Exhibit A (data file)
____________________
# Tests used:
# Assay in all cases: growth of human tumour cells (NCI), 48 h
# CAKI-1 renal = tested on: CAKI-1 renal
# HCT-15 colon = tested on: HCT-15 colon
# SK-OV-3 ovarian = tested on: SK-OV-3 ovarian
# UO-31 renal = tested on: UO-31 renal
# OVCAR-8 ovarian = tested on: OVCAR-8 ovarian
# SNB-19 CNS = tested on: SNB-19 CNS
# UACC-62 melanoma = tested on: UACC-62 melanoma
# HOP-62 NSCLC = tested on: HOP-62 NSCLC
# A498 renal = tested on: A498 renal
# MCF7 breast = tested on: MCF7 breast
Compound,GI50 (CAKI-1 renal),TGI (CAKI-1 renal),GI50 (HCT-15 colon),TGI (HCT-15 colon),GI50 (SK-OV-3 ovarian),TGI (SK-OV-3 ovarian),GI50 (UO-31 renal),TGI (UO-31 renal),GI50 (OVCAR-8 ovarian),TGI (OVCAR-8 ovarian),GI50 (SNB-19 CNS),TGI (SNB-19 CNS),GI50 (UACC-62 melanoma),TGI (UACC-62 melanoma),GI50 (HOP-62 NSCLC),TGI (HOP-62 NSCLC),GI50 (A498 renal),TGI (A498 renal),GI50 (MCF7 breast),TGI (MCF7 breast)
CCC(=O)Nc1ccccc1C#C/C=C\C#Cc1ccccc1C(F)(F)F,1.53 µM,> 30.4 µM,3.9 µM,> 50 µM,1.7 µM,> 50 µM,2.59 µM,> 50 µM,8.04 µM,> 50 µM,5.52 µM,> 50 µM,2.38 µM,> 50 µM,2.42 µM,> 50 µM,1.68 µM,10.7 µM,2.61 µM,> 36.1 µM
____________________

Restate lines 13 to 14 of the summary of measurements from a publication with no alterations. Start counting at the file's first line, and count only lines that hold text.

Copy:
Compound,GI50 (CAKI-1 renal),TGI (CAKI-1 renal),GI50 (HCT-15 colon),TGI (HCT-15 colon),GI50 (SK-OV-3 ovarian),TGI (SK-OV-3 ovarian),GI50 (UO-31 renal),TGI (UO-31 renal),GI50 (OVCAR-8 ovarian),TGI (OVCAR-8 ovarian),GI50 (SNB-19 CNS),TGI (SNB-19 CNS),GI50 (UACC-62 melanoma),TGI (UACC-62 melanoma),GI50 (HOP-62 NSCLC),TGI (HOP-62 NSCLC),GI50 (A498 renal),TGI (A498 renal),GI50 (MCF7 breast),TGI (MCF7 breast)
CCC(=O)Nc1ccccc1C#C/C=C\C#Cc1ccccc1C(F)(F)F,1.53 µM,> 30.4 µM,3.9 µM,> 50 µM,1.7 µM,> 50 µM,2.59 µM,> 50 µM,8.04 µM,> 50 µM,5.52 µM,> 50 µM,2.38 µM,> 50 µM,2.42 µM,> 50 µM,1.68 µM,10.7 µM,2.61 µM,> 36.1 µM